The presentation was informative and engaging. It was interesting to hear about the different challenges faced in a different country, and how those challenges have been met or overcome. I would like to thank the presenters again for being so forthcoming with their talk materials as I prepared this post.

44th Annual Meeting – Book and Paper Wiki Session, May 15th

The chairs of the Book and Paper Wiki group, Evan Knight, Katherine Kelly, and Denise Stockman, first spoke about the group and its progress on the wiki up to this point. They stressed how valuable the AIC Meeting wiki sessions have been, as they have allowed the wiki coordinators to touch base with their colleagues at least once a year.  The group expressed gratitude for our interest and attendance.
The group has focused on making the wiki more useful and accessible to members of the conservation community. Our wiki is only as good as the engagement of its volunteers, and they recognize that one of their chief roles as coordinators was to reduce any barriers to entry for potential contributors. They pointed specifically to the centralization of instructions within the wiki in the form of the new contributors toolbox, which nicely consolidates hints, guidelines and suggestions.
The Book and Paper Wiki Group also aims to move away from the model of the Paper Conservation Catalog (PCC), and towards a wiki model.  They expect to change the structure and tone of the wiki to make it a more collaborative document. Knight, Kelly, and Stockman emphasized this idea of an evolving resource in their first major question to the larger community of conservators: how much do we alter the PCC as the profession moves forward and makes it out-of-date? They expressed a great respect for the PCC and its many knowledgeable authors, and knew that it was a key reference for many in our profession.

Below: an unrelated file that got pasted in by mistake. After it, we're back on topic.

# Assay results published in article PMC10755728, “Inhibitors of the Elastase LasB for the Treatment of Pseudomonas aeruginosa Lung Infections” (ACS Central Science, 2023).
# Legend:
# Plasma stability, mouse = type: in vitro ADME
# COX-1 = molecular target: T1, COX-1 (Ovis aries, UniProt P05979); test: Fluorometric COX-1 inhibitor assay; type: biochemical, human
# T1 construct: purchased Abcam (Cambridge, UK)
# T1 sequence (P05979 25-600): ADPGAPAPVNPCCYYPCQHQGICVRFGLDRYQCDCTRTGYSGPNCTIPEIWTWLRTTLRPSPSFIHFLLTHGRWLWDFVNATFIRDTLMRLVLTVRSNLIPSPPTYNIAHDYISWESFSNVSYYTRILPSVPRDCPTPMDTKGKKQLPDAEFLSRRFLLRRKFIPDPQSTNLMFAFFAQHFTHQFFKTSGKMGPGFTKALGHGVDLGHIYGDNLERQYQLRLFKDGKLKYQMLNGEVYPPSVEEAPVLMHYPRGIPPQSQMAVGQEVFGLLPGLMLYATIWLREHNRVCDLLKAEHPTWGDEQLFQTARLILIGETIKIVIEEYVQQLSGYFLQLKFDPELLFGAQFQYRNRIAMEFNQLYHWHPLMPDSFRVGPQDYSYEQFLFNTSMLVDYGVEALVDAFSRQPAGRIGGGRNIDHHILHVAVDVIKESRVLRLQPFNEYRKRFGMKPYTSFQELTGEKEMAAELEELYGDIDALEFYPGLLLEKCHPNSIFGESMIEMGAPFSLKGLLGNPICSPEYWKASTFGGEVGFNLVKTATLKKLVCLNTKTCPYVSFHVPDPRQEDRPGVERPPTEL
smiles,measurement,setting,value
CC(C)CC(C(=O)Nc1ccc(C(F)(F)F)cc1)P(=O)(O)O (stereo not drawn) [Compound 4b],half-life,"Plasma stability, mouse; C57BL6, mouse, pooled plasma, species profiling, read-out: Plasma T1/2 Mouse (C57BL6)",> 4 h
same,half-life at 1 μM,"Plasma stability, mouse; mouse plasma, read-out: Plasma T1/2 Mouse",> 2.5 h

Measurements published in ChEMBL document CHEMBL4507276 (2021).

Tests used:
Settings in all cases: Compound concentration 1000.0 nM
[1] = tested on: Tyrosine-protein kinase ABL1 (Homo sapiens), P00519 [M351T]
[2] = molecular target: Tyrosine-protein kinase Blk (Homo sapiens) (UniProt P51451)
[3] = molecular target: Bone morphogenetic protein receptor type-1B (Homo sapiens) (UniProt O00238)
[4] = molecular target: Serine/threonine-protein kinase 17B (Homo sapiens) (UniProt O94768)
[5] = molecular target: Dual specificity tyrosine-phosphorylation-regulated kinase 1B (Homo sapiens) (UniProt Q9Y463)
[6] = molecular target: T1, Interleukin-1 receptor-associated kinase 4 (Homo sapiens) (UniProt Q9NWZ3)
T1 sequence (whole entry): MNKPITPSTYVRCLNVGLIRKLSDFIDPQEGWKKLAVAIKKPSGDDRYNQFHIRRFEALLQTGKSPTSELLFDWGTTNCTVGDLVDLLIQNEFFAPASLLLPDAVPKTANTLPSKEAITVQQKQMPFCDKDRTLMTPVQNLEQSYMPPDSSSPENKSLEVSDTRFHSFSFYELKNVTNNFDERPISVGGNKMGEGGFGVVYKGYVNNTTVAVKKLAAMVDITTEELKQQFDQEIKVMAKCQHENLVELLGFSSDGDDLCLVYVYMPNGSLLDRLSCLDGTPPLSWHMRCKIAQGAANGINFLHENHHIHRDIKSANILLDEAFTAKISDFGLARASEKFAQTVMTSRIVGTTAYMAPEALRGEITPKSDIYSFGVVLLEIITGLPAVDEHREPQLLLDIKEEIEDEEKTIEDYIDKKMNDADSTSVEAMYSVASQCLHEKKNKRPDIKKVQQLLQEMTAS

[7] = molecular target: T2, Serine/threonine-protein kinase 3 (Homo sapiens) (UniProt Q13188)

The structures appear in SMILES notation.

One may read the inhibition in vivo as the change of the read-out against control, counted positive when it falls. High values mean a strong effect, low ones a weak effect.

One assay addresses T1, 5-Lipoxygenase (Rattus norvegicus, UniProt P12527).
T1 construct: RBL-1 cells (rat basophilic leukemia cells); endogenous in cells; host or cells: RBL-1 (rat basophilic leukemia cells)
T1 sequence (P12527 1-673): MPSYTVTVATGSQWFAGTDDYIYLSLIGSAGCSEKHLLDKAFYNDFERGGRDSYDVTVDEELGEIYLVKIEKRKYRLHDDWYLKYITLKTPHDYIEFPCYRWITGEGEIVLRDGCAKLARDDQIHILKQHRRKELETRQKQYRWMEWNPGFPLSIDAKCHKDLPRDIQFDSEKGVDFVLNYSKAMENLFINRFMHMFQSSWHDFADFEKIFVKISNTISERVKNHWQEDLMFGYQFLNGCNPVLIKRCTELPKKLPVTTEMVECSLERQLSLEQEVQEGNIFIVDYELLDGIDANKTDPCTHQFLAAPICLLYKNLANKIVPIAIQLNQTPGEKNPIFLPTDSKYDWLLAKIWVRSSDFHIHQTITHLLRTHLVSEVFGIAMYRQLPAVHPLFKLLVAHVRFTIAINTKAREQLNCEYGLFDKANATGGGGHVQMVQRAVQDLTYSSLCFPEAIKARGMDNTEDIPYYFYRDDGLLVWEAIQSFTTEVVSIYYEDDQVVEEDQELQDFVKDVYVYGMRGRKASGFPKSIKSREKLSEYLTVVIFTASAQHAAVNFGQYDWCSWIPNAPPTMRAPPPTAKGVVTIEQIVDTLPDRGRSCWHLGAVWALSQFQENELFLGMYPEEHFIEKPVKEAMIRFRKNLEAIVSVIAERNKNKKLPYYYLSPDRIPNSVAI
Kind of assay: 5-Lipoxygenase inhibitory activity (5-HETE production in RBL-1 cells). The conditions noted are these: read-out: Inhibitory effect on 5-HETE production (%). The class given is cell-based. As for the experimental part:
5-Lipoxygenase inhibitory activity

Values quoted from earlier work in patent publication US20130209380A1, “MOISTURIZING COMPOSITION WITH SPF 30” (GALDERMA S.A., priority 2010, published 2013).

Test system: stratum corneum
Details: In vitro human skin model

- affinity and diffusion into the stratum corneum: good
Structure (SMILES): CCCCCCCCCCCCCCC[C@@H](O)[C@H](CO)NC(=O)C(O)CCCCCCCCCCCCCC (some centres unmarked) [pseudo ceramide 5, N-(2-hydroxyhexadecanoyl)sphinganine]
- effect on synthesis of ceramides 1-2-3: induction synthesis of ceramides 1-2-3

The audience had a lively discussion about this question. They hoped, as one might expect in our field, that the PCC should be preserved in its original form, as it remains a useful record of past practice in our profession. Others offered the opinion that the Wiki should be a current document, and that it would be frustrating to find an entry for a particular technique, only to discover that approach had fallen out of practice. Several solutions were proposed that might allow the wiki to be up-to-date, while still keeping the old PCC intact. The first was to offer the PCC as a pdf on the wiki for anyone to download. Another suggestion was to include a section in the wiki on techniques that had been superseded by more effective measures, complete with references to papers that signaled the change in approach.
The other major question the coordinators had for the community concerned standardizing the language of bookbinding and conservation. Several sources for controlled vocabulary were suggested, and there was discussion about whether they could be adapted to suit our purposes.  Audience members thought that any reasonable source would do, because what the field needed was a lively discussion about vocabulary, and it was agreed that starting from scratch would be counter-productive. Doing something, in short, was better than doing nothing, and the coordinators concurred.
Ultimately, the wiki is making great progress, but needs more contributors. It is moving away from the model of the various conservation catalogues, and towards a more collaborative model of professional information sharing. The wiki offers us the option to begin to standardize our language within our narrow group, but also the possibility to help standardize the way we communicate within our entire profession. Finally, there are a number of things the chairs would like the larger community to send in if possible, including: links for bibliographic references, book and paper conservation tips (for example from AIC tips sessions), and information on materials and tools.